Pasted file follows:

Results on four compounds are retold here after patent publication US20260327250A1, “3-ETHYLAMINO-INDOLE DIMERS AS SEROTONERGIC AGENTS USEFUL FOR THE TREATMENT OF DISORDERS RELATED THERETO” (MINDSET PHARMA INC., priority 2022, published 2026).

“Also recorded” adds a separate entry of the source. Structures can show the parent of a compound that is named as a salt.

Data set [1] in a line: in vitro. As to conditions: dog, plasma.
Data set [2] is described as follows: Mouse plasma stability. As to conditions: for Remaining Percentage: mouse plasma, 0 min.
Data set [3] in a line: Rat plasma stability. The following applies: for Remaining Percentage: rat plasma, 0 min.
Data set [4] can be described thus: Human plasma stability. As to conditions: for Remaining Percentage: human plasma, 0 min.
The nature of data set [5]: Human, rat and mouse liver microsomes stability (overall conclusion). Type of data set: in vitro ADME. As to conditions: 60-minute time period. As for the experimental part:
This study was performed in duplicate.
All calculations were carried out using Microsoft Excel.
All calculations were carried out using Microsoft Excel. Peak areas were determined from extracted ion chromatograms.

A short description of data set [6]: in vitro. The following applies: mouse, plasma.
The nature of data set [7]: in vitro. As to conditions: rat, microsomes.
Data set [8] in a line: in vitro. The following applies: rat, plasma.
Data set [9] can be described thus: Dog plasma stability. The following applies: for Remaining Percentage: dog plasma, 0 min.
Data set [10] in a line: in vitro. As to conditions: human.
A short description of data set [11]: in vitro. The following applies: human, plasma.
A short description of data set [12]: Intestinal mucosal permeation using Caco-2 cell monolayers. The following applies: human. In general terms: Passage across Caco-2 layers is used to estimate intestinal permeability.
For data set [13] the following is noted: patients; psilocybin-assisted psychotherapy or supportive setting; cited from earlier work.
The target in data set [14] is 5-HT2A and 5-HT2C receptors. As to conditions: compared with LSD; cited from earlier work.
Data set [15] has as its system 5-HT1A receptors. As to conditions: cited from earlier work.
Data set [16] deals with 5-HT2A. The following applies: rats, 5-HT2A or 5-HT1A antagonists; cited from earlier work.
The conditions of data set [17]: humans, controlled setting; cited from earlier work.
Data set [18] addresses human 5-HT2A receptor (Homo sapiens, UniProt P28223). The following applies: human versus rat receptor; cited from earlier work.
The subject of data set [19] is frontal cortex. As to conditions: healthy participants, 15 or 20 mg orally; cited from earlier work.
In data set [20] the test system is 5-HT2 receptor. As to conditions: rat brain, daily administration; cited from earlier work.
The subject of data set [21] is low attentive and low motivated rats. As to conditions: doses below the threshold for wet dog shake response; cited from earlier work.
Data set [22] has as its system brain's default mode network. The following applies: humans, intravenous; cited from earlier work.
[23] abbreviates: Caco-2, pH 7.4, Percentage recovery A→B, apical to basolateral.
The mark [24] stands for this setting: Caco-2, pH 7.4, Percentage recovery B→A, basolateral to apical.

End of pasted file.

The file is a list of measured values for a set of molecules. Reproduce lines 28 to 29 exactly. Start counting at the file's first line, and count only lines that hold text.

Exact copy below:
[23] abbreviates: Caco-2, pH 7.4, Percentage recovery A→B, apical to basolateral.
The mark [24] stands for this setting: Caco-2, pH 7.4, Percentage recovery B→A, basolateral to apical.